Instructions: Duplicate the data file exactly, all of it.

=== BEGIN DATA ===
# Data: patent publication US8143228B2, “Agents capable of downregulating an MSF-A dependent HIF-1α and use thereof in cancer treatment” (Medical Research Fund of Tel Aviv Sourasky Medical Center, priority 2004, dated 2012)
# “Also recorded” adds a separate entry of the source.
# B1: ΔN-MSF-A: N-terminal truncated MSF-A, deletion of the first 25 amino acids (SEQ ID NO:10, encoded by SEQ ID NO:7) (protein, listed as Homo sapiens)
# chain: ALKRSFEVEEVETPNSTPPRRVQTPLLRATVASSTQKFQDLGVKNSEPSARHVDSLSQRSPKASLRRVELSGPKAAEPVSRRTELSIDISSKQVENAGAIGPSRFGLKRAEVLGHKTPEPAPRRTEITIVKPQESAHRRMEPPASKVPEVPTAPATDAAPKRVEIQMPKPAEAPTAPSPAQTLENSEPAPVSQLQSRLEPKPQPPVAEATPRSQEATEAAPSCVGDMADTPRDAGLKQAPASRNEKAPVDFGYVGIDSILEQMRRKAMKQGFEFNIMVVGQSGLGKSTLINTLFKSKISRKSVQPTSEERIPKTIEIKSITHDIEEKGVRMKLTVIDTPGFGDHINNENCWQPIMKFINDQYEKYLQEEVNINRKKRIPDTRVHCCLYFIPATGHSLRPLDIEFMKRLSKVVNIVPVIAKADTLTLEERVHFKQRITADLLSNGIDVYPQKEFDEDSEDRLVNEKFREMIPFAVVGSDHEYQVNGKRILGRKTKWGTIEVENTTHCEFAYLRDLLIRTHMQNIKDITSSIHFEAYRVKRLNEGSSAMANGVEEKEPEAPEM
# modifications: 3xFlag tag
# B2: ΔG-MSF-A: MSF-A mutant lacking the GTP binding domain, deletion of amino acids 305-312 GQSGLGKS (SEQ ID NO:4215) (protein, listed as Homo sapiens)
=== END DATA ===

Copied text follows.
# Data: patent publication US8143228B2, “Agents capable of downregulating an MSF-A dependent HIF-1α and use thereof in cancer treatment” (Medical Research Fund of Tel Aviv Sourasky Medical Center, priority 2004, dated 2012)
# “Also recorded” adds a separate entry of the source.
# B1: ΔN-MSF-A: N-terminal truncated MSF-A, deletion of the first 25 amino acids (SEQ ID NO:10, encoded by SEQ ID NO:7) (protein, listed as Homo sapiens)
# chain: ALKRSFEVEEVETPNSTPPRRVQTPLLRATVASSTQKFQDLGVKNSEPSARHVDSLSQRSPKASLRRVELSGPKAAEPVSRRTELSIDISSKQVENAGAIGPSRFGLKRAEVLGHKTPEPAPRRTEITIVKPQESAHRRMEPPASKVPEVPTAPATDAAPKRVEIQMPKPAEAPTAPSPAQTLENSEPAPVSQLQSRLEPKPQPPVAEATPRSQEATEAAPSCVGDMADTPRDAGLKQAPASRNEKAPVDFGYVGIDSILEQMRRKAMKQGFEFNIMVVGQSGLGKSTLINTLFKSKISRKSVQPTSEERIPKTIEIKSITHDIEEKGVRMKLTVIDTPGFGDHINNENCWQPIMKFINDQYEKYLQEEVNINRKKRIPDTRVHCCLYFIPATGHSLRPLDIEFMKRLSKVVNIVPVIAKADTLTLEERVHFKQRITADLLSNGIDVYPQKEFDEDSEDRLVNEKFREMIPFAVVGSDHEYQVNGKRILGRKTKWGTIEVENTTHCEFAYLRDLLIRTHMQNIKDITSSIHFEAYRVKRLNEGSSAMANGVEEKEPEAPEM
# modifications: 3xFlag tag
# B2: ΔG-MSF-A: MSF-A mutant lacking the GTP binding domain, deletion of amino acids 305-312 GQSGLGKS (SEQ ID NO:4215) (protein, listed as Homo sapiens)